“Defaming” the Prophet Muhammad by calling him a “pedophile” exceeds the limits of freedom of speech and must be punished with criminal convictions, according to a new ruling by the European Court of Human Rights.
The European Court of Human Rights (ECtHR) ruled Thursday that an Austrian woman’s criminal conviction and fine for her statements accusing the Prophet Muhammad of pedophilia must be upheld, while stating that her punishment does not breach her right to free speech.
The decision by a seven-judge panel came after an Austrian citizen identified as “E.S.” by the court, had held seminars on Islam in 2008 and 2009 where she discussed Muhammad’s marriage to his wife Aisha, a 9-year-old child, and implied that he was a pedophile.
An Austrian court convicted “E.S.” of disparaging religious doctrines in 2011 and fined her 480 euros ($548), a judgment that was upheld on two appeals.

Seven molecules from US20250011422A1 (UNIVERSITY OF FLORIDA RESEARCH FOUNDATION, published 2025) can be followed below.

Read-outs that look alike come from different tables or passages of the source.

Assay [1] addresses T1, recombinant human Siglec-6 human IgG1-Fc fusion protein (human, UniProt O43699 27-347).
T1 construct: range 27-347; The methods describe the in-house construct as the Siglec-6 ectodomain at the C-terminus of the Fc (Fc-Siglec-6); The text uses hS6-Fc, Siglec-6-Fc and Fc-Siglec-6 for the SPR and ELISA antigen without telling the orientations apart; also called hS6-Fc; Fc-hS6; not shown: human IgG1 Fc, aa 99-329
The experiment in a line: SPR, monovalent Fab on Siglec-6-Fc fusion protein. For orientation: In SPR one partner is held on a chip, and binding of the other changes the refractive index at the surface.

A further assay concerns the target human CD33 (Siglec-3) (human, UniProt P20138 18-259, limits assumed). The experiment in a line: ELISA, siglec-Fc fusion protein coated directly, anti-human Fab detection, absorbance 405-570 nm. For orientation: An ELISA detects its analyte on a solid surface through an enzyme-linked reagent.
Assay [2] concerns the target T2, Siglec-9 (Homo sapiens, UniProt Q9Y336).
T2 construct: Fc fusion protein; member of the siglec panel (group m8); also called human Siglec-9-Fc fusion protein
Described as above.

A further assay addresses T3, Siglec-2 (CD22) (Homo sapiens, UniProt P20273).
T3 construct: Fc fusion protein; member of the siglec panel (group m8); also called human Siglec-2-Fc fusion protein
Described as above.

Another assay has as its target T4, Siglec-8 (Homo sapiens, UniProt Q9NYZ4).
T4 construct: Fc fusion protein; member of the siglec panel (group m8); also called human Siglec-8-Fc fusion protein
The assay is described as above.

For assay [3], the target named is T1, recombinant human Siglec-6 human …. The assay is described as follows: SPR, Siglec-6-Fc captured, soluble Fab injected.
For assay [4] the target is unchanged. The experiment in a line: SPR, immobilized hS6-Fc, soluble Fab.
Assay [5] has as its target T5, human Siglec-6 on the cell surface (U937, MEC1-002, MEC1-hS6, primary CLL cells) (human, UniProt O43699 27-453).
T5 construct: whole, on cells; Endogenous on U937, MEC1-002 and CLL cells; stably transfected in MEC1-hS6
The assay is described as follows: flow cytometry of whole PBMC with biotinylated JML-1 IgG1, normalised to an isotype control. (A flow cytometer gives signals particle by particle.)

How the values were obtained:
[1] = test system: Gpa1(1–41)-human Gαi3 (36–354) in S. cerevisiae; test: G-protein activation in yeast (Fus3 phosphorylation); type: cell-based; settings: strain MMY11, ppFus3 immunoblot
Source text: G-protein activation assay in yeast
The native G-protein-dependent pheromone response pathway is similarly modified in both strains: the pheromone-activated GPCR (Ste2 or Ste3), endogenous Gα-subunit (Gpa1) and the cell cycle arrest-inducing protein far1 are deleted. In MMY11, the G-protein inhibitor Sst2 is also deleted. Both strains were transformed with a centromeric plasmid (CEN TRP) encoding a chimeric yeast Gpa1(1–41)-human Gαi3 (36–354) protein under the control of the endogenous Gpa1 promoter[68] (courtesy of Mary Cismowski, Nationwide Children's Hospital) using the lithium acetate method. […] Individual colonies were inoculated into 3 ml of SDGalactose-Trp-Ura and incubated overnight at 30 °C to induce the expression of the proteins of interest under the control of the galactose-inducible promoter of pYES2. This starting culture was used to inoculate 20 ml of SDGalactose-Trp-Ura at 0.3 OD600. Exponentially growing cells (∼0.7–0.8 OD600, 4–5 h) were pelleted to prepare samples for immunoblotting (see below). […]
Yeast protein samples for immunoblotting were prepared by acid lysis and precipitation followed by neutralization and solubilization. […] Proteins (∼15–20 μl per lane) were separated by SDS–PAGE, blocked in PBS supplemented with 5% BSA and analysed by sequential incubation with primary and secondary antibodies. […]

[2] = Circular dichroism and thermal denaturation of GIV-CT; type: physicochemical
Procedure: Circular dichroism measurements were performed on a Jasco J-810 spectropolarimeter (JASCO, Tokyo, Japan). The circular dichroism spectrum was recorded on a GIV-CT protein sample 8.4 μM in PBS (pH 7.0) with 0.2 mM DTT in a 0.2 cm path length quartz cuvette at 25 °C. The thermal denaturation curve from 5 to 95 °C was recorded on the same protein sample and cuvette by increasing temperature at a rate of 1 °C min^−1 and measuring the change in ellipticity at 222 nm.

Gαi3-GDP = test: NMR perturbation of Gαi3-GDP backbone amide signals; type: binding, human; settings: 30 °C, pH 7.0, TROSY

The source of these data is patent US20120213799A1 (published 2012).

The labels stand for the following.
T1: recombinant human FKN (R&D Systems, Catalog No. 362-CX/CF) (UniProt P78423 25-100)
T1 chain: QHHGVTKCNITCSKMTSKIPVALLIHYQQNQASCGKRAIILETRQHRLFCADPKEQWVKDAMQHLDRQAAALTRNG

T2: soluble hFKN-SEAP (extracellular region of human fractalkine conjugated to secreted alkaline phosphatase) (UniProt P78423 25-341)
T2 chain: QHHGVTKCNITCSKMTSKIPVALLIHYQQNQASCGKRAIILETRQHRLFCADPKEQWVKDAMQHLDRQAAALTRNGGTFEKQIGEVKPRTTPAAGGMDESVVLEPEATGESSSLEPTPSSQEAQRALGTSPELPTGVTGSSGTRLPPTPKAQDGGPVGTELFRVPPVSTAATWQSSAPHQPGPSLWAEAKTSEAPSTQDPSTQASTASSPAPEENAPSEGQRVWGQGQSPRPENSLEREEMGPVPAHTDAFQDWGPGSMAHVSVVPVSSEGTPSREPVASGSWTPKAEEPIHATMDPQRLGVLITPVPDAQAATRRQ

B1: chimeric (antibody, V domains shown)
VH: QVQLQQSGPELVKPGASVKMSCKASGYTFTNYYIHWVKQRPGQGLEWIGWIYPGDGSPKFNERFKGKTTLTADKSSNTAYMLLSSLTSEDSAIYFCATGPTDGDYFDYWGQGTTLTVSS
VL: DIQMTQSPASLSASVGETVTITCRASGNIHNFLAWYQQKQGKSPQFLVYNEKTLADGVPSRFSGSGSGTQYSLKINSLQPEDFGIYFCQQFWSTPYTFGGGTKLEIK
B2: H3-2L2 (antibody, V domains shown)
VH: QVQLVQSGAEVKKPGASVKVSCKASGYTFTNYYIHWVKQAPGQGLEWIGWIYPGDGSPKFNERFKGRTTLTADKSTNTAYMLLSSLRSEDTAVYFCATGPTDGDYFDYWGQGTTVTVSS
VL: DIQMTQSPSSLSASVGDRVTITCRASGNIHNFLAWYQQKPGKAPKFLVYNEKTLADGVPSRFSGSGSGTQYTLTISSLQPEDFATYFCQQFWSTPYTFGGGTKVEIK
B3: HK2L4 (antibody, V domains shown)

Stating that the court had found that “the applicant’s statements had been likely to arouse justified indignation in Muslims” and “amounted to a generalization without factual basis“, the Strasbourg-based ECtHR said that the woman’s comments could not be protected by freedom of speech.
The court also said the “feelings” of Muslims in Europe are more important than the Austrian woman’s right to freedom of expression:
The court said it “carefully balanced her right to freedom of expression with the right of others to have their religious feelings protected, and served the legitimate aim of preserving religious peace in Austria.”
The Austrian courts had drawn a distinction between pedophilia and child marriage in their case against “E.S.”, arguing that an adult male who marries a 9-year-old is not necessarily a pedophile.